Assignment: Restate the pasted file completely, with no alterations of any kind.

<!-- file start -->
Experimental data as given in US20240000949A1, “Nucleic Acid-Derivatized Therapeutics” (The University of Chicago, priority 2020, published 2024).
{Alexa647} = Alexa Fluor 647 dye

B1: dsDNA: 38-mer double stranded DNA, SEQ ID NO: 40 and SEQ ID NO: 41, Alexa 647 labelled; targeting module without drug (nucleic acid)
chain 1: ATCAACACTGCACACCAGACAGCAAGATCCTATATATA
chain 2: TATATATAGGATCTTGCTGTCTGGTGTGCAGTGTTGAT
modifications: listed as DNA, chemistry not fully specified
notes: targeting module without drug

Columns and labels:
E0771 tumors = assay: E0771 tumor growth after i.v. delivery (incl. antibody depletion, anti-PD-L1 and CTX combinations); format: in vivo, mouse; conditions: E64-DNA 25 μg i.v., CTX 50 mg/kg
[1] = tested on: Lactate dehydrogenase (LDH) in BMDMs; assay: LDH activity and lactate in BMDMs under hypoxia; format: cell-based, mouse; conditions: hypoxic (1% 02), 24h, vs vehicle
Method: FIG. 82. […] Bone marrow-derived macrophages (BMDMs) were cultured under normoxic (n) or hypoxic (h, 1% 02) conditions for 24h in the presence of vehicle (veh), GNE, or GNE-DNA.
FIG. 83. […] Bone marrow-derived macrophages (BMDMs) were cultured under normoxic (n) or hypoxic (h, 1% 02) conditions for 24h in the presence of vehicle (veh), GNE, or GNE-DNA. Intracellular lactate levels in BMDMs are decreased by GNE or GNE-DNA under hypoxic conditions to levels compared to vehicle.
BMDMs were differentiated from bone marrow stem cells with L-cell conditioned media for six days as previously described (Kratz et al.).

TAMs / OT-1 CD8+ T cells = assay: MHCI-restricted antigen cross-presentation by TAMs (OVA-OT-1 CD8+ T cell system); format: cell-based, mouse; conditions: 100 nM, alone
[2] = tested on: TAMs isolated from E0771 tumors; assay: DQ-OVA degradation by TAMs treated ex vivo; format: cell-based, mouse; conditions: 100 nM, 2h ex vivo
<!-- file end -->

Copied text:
Experimental data as given in US20240000949A1, “Nucleic Acid-Derivatized Therapeutics” (The University of Chicago, priority 2020, published 2024).
{Alexa647} = Alexa Fluor 647 dye

B1: dsDNA: 38-mer double stranded DNA, SEQ ID NO: 40 and SEQ ID NO: 41, Alexa 647 labelled; targeting module without drug (nucleic acid)
chain 1: ATCAACACTGCACACCAGACAGCAAGATCCTATATATA
chain 2: TATATATAGGATCTTGCTGTCTGGTGTGCAGTGTTGAT
modifications: listed as DNA, chemistry not fully specified
notes: targeting module without drug

Columns and labels:
E0771 tumors = assay: E0771 tumor growth after i.v. delivery (incl. antibody depletion, anti-PD-L1 and CTX combinations); format: in vivo, mouse; conditions: E64-DNA 25 μg i.v., CTX 50 mg/kg
[1] = tested on: Lactate dehydrogenase (LDH) in BMDMs; assay: LDH activity and lactate in BMDMs under hypoxia; format: cell-based, mouse; conditions: hypoxic (1% 02), 24h, vs vehicle
Method: FIG. 82. […] Bone marrow-derived macrophages (BMDMs) were cultured under normoxic (n) or hypoxic (h, 1% 02) conditions for 24h in the presence of vehicle (veh), GNE, or GNE-DNA.
FIG. 83. […] Bone marrow-derived macrophages (BMDMs) were cultured under normoxic (n) or hypoxic (h, 1% 02) conditions for 24h in the presence of vehicle (veh), GNE, or GNE-DNA. Intracellular lactate levels in BMDMs are decreased by GNE or GNE-DNA under hypoxic conditions to levels compared to vehicle.
BMDMs were differentiated from bone marrow stem cells with L-cell conditioned media for six days as previously described (Kratz et al.).

TAMs / OT-1 CD8+ T cells = assay: MHCI-restricted antigen cross-presentation by TAMs (OVA-OT-1 CD8+ T cell system); format: cell-based, mouse; conditions: 100 nM, alone
[2] = tested on: TAMs isolated from E0771 tumors; assay: DQ-OVA degradation by TAMs treated ex vivo; format: cell-based, mouse; conditions: 100 nM, 2h ex vivo